Interactive content that combines a computational narrative, code, video, audio, and interactive widgets brings high school and college learning to life and puts students in charge of manipulating content and extending their learning. By giving students in the sciences and humanities alike engaging, cohesive content in familiar subjects using Jupyter notebooks, JupyterLab, and the rich Python, R, and Julia ecosystem, teachers can encourage students to develop data science literacy and use their increasing computational skill to build upon their interests.
Using examples from computational narratives, data-driven storytelling, citizen science, and animation, Carol Willing, Jessica Forde, and Erik Sundell demonstrate the value of interactive content and outline ways educators can help students develop data science literacy and use computational skills to build upon their interests. One difficulty for teachers is classroom access to modern computers and the ability to install software on those systems. Carol, Jessica, and Erik explain how teachers can deploy JupyterHub for a class using the “Zero to JupyterHub” guide, Kubernetes, and cloud services. Even if students only have access to smartphones, tablets, or shared computers, teachers can offer engaging content using Binder, which delivers a cloud-based notebook environment at the click of a button.
Carol Willing is a research software engineer at Cal Poly San Luis Obispo working full-time on Project Jupyter, a Python Software Foundation fellow and former director, a Jupyter Steering Council member, a geek in residence at FabLab San Diego, where she teaches wearable electronics and software development, and an independent developer of open hardware and software. She co-organizes PyLadies San Diego and San Diego Python, contributes to open source community projects, including OpenHatch, CPython, Jupyter, and AnitaB.org’s open source projects, and is an active member of the MIT Enterprise Forum in San Diego. She enjoys sharing her passion for electronics, software, problem solving, and the arts. Previously, Carol worked in software engineering management, product and project management, sales, and the nonprofit sector. She holds an MS in management with an emphasis on applied economics and high-tech marketing from MIT and a BSE in electrical engineering from Duke University.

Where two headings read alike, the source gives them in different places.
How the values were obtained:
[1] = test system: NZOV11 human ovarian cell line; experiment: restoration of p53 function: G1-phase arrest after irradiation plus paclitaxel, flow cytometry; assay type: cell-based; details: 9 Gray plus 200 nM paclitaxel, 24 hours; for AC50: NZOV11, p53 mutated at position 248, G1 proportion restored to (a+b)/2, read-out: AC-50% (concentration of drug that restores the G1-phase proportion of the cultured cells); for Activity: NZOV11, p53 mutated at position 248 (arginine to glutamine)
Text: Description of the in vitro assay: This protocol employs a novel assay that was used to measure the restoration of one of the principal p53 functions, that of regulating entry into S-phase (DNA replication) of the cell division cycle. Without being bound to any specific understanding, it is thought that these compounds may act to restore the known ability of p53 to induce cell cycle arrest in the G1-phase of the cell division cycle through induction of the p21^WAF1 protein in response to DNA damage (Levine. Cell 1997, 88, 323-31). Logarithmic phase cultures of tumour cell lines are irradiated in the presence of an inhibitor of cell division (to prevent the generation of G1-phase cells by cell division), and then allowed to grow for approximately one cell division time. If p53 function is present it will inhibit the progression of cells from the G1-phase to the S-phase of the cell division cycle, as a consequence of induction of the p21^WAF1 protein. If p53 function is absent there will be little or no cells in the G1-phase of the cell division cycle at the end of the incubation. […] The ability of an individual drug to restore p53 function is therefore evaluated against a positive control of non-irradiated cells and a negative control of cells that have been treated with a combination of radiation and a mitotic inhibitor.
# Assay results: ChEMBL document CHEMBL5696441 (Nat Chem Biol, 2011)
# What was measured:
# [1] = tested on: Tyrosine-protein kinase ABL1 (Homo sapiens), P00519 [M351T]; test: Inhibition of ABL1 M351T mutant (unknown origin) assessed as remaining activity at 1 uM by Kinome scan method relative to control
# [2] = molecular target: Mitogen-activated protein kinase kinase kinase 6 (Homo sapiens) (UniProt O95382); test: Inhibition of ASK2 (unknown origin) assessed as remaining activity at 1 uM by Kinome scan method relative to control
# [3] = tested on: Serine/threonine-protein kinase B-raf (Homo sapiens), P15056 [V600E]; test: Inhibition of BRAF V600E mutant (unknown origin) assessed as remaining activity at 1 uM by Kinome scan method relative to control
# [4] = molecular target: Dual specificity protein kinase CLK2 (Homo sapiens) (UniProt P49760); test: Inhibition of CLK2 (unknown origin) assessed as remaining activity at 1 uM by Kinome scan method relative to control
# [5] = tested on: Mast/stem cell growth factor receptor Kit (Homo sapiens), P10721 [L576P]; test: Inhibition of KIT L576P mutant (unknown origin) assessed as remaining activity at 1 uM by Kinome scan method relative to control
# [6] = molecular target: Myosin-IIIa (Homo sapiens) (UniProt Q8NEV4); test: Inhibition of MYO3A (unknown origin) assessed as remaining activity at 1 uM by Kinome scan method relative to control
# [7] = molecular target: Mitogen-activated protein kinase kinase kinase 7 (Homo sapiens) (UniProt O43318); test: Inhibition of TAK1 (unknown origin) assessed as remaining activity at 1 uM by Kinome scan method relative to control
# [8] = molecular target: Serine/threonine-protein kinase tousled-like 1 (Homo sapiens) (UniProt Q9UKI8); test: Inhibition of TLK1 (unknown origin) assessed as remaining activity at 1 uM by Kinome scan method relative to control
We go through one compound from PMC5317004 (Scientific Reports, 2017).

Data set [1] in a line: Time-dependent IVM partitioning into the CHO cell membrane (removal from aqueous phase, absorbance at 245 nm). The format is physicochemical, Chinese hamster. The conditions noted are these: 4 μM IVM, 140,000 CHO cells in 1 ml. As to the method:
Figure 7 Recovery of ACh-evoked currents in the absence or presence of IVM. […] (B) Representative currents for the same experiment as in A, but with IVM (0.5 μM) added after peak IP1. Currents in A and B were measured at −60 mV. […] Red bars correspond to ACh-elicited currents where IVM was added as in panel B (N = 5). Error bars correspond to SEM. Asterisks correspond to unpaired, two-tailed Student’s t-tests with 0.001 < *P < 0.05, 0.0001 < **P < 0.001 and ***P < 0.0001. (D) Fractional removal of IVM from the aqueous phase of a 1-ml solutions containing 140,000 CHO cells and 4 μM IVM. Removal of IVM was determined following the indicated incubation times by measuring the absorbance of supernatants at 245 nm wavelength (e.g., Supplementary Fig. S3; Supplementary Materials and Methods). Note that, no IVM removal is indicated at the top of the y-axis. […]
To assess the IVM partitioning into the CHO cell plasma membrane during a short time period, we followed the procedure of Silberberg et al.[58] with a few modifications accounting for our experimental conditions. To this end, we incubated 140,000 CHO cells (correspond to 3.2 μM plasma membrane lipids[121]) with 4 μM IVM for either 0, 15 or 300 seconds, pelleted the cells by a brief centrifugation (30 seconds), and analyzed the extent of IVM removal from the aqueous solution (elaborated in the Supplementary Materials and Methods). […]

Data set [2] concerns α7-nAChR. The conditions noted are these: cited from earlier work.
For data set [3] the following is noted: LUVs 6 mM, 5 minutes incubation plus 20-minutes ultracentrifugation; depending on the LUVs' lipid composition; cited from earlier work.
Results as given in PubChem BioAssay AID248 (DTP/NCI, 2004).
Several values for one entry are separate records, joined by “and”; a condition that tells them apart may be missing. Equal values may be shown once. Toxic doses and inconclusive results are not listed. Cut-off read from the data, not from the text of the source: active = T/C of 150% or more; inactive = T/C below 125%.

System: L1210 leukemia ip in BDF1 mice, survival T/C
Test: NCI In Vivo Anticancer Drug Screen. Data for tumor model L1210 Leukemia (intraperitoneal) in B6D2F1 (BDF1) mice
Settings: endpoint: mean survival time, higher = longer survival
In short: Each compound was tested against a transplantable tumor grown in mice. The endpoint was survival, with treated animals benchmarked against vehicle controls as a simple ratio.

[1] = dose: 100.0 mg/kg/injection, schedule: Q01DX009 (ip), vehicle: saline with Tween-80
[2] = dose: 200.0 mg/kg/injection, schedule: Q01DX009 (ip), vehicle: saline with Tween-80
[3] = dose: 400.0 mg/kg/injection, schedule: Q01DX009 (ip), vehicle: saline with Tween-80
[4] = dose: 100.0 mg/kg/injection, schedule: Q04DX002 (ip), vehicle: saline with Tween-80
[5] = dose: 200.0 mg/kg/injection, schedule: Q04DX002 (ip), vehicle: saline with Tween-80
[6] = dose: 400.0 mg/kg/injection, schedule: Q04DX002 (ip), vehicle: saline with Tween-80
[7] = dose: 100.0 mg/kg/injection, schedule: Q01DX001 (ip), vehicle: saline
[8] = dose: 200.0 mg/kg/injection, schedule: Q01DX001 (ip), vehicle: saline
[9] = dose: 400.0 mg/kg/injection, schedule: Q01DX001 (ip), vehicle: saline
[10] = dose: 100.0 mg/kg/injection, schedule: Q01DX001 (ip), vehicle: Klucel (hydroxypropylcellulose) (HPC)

Jessica Forde is a technical writer for Project Jupyter. Her previous open source projects include datamicroscopes, a Bayesian nonparametrics library in Python, and density, a tool for Columbia University study spaces based on wireless device data.
Erik Sundell is a math and physics teacher in Uppsala, Sweden. While working toward a machine learning degree online, he realized the potential of Jupyter for educators and established a JupyterHub deployment using the “Zero to JupyterHub on Kubernetes” guide for his students. Soon after, he began contributing to the open source project.
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